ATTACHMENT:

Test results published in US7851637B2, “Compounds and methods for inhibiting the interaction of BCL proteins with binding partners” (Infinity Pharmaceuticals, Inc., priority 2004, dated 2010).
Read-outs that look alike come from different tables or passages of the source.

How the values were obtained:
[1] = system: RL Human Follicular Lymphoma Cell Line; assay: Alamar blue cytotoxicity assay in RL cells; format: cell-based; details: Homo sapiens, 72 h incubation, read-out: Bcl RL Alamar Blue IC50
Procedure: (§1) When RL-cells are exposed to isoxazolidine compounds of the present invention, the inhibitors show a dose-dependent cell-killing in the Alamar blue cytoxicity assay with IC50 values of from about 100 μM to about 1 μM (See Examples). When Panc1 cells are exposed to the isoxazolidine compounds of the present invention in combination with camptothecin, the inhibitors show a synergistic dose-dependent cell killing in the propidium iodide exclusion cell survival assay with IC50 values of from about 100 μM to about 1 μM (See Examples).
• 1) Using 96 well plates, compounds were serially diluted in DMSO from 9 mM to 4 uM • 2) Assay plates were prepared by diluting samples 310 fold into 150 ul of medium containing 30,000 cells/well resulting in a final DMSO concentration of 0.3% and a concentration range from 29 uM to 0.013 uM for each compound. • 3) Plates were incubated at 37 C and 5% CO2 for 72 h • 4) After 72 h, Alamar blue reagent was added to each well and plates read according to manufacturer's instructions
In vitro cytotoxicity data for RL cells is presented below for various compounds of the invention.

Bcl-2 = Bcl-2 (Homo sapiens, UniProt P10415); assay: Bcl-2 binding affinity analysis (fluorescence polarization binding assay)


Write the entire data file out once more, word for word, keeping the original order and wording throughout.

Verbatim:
Test results published in US7851637B2, “Compounds and methods for inhibiting the interaction of BCL proteins with binding partners” (Infinity Pharmaceuticals, Inc., priority 2004, dated 2010).
Read-outs that look alike come from different tables or passages of the source.

How the values were obtained:
[1] = system: RL Human Follicular Lymphoma Cell Line; assay: Alamar blue cytotoxicity assay in RL cells; format: cell-based; details: Homo sapiens, 72 h incubation, read-out: Bcl RL Alamar Blue IC50
Procedure: (§1) When RL-cells are exposed to isoxazolidine compounds of the present invention, the inhibitors show a dose-dependent cell-killing in the Alamar blue cytoxicity assay with IC50 values of from about 100 μM to about 1 μM (See Examples). When Panc1 cells are exposed to the isoxazolidine compounds of the present invention in combination with camptothecin, the inhibitors show a synergistic dose-dependent cell killing in the propidium iodide exclusion cell survival assay with IC50 values of from about 100 μM to about 1 μM (See Examples).
• 1) Using 96 well plates, compounds were serially diluted in DMSO from 9 mM to 4 uM • 2) Assay plates were prepared by diluting samples 310 fold into 150 ul of medium containing 30,000 cells/well resulting in a final DMSO concentration of 0.3% and a concentration range from 29 uM to 0.013 uM for each compound. • 3) Plates were incubated at 37 C and 5% CO2 for 72 h • 4) After 72 h, Alamar blue reagent was added to each well and plates read according to manufacturer's instructions
In vitro cytotoxicity data for RL cells is presented below for various compounds of the invention.

Bcl-2 = Bcl-2 (Homo sapiens, UniProt P10415); assay: Bcl-2 binding affinity analysis (fluorescence polarization binding assay)